The Overlap of Irritable Bowel Syndrome and Noncoeliac Gluten Sensitivity

Anupam Rej; David S. Sanders


Curr Opin Gastroenterol. 2019;35(3):199-205. 

In This Article

The Overlap of Noncoeliac Gluten Sensitivity and Irritable Bowel Syndrome

There appears to be a significant overlap between individuals with NCGS and IBS. It appears that a large proportion of individuals presenting with IBS have sensitivity to wheat. This was highlighted in a large study of 920 patients with IBS, fulfilling the Rome II criteria. 276 of these patients (30%) were noted to be asymptomatic on an elimination diet, followed by symptoms on DBPC challenge.[16] Interestingly, individuals who were noted to be wheat sensitive were noted to have a higher frequency of anaemia, weight loss, co-existing atopy and food allergy in infancy versus IBS controls. These findings may help to distinguish between IBS and NCGS. However, caution must be taken when interpreting this, as findings such as weight loss and anaemia may be a result of self-implemented restrictive diets by patients with NCGS, rather than NCGS itself.[16]

As a result of a lack of biomarkers for NCGS, the Salerno experts' criteria[36] have set out a diagnostic protocol to formalise the diagnosis of NCGS, as seen in Figure 2. This involves performing a double-blind placebo-controlled (DBPC) gluten (8 g/day) challenge to make the diagnosis. The first DBPC trial assessing the performance of the Salerno experts' criteria was by Elli et al..[37] This study, evaluating 98 patients with functional gastrointestinal symptoms identified 14% of patients to have NCGS, responding to gluten withdrawal and relapse during re-challenge. A systematic review and meta-analysis[38] of 11 studies of NCGS demonstrated an overall pooled percentage of relapsing after a gluten challenge at 30%. Interestingly, the percentage of relapse was not significantly different between placebo and gluten. This would suggest that responses seen to a gluten re-challenge may be a nocebo response. However, when the gluten challenge was applied via the Salerno experts' criteria, there were a higher number of patients relapsing on gluten versus placebo (40 versus 24%, P = 0.003).[38] This may suggest that individuals with NCGS are likely to be identified in patients presenting with IBS-type symptoms via the use of the Salerno experts' criteria.

Figure 2.

Overview of Salerno experts' criteria. CD, coeliac disease; GCD, gluten-containing diet; GFD, gluten free diet; WA, wheat allergy. Adapted from [36].

Whilst the Salerno experts' criteria have enabled NCGS to be formally diagnosed, this may not be practical to implement in clinical practice. Many individuals who note that gluten causes symptoms are unlikely to undergo a gluten challenge. Also, issues remain with diagnosis, as several different study designs are used, as well as individuals having an anticipatory nocebo response, which may affect the reported prevalence. Further research is required to understand the pathophysiological basis of NCGS and identification of biomarkers to help aid diagnosis and distinguish between IBS.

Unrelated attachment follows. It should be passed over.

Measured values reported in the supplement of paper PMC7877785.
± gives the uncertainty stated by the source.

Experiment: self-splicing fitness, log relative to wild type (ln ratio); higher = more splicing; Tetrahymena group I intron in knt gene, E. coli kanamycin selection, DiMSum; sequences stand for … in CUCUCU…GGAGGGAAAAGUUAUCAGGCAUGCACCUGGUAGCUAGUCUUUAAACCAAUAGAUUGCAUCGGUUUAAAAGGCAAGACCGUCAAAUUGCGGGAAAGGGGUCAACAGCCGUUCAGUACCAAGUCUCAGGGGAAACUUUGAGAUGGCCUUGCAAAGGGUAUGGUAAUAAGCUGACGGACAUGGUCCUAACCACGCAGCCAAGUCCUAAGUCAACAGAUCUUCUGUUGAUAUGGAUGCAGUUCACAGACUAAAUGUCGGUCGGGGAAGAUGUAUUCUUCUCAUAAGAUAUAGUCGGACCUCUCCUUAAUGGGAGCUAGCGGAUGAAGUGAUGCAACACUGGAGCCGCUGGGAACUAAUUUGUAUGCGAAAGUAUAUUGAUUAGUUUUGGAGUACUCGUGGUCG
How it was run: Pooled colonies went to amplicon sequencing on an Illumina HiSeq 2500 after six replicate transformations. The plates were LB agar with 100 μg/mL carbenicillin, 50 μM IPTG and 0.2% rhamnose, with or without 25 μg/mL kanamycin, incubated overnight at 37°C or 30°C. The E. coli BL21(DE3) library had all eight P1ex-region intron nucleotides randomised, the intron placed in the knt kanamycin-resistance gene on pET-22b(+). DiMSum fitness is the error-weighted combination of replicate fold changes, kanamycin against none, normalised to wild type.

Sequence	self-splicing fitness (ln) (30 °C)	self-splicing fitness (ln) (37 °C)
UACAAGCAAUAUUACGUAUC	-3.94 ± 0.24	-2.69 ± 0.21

There is now emerging evidence that individuals with IBS also may have sensitivity to gluten, with evidence to support a GFD in these patients. A RCT in 45 patients with IBS-D,[23] where patients were placed on a 4-week GFD or GCD, demonstrated an increased number of bowel movements per day on a GCD versus GFD (P = 0.04). A prospective study in 41 patients with IBS-D,[39] evaluating a 6-week GFD demonstrated a reduction in IBS Symptom Severity Score (IBS-SSS) from 286 to 131 on a GFD (P < 0.001). There have been several trials evaluating gluten in IBS and NCGS, as seen in Table 1.

A double-blind crossover trial in 59 individuals with self-reported NCGS,[40] noted a significant increase in gastrointestinal symptom rating scale (GSRS) score in those consuming fructans versus gluten (P = 0.049). This may suggest that fructans is the causal agent for symptoms rather than gluten. However, it has also been highlighted in the literature[5] that FODMAPs as a whole are unlikely to be purely responsible for symptoms experienced by NCGS patients, as individuals improve on a GFD, despite receiving FODMAPs from other sources outside wheat, such as legumes. Also, extraintestinal manifestations of NCGS cannot be explained by the mechanism of action of FODMAPs.

Currently, trials evaluating gluten in NCGS and IBS are heterogeneous, with different gluten amounts used for studies, different study durations, different end points, as well as different geographical locations. Robust study designs are required to help identify which components of wheat are responsible for symptom generation in IBS and NCGS. However, designing dietary trials remains challenging,[41] although recommendations have been set out to help aid this.[41,42]